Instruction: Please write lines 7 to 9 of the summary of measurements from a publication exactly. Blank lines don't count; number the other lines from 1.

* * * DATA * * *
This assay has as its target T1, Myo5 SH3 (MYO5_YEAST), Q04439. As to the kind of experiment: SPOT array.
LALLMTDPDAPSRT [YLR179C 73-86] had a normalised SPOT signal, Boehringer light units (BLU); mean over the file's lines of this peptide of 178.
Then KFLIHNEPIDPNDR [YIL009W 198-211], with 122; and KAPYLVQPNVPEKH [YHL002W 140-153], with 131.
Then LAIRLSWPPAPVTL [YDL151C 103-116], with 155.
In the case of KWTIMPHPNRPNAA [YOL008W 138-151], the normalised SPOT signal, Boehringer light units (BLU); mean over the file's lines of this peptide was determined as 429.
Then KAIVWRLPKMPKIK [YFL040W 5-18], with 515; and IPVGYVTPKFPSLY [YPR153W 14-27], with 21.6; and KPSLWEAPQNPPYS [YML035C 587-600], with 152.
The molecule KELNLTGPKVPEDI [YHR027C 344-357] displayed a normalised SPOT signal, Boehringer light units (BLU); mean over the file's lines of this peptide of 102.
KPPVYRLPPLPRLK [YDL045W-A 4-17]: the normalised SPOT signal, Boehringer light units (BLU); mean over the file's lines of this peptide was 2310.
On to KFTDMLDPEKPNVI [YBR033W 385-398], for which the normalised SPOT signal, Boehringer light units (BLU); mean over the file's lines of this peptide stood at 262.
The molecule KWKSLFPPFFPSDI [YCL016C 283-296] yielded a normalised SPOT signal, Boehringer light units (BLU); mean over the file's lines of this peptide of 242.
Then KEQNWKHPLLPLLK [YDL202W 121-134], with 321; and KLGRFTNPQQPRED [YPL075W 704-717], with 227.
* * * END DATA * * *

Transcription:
The molecule KELNLTGPKVPEDI [YHR027C 344-357] displayed a normalised SPOT signal, Boehringer light units (BLU); mean over the file's lines of this peptide of 102.
KPPVYRLPPLPRLK [YDL045W-A 4-17]: the normalised SPOT signal, Boehringer light units (BLU); mean over the file's lines of this peptide was 2310.
On to KFTDMLDPEKPNVI [YBR033W 385-398], for which the normalised SPOT signal, Boehringer light units (BLU); mean over the file's lines of this peptide stood at 262.